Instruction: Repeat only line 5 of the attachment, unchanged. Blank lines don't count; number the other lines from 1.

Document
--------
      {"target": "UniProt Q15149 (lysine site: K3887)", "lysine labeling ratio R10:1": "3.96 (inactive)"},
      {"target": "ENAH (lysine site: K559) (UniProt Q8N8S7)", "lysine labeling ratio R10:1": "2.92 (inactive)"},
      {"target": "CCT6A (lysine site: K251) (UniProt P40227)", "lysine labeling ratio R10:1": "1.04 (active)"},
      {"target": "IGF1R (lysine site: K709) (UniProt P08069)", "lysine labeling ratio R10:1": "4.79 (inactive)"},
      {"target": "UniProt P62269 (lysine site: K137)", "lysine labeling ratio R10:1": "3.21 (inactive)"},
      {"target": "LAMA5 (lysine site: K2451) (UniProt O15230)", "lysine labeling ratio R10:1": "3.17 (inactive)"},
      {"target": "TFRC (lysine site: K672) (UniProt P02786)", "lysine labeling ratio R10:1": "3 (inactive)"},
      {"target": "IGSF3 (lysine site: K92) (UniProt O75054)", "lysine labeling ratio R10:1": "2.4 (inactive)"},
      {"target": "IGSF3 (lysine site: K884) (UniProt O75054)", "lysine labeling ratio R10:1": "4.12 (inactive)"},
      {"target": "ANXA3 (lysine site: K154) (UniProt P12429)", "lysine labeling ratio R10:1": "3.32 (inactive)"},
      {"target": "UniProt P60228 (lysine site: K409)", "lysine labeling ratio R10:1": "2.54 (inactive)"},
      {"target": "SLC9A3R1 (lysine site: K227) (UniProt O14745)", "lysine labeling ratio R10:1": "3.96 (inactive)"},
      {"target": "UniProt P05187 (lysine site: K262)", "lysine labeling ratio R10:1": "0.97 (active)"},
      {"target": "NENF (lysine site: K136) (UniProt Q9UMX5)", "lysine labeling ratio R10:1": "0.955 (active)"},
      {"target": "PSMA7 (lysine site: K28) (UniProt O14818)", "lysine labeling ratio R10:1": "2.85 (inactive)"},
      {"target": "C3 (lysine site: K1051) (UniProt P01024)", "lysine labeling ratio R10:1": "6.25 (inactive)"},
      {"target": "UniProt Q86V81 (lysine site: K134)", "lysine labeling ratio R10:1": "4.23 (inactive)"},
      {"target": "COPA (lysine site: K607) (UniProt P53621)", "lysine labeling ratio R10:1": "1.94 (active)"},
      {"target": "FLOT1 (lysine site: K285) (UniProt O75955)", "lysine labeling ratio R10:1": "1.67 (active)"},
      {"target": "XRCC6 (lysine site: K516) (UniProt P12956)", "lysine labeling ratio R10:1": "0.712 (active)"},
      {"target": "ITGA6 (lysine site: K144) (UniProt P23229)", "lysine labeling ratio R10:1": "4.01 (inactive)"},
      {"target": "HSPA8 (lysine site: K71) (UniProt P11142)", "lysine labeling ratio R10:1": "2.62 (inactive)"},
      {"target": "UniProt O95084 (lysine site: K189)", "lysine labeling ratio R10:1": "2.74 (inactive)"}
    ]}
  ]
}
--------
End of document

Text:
      {"target": "UniProt P62269 (lysine site: K137)", "lysine labeling ratio R10:1": "3.21 (inactive)"},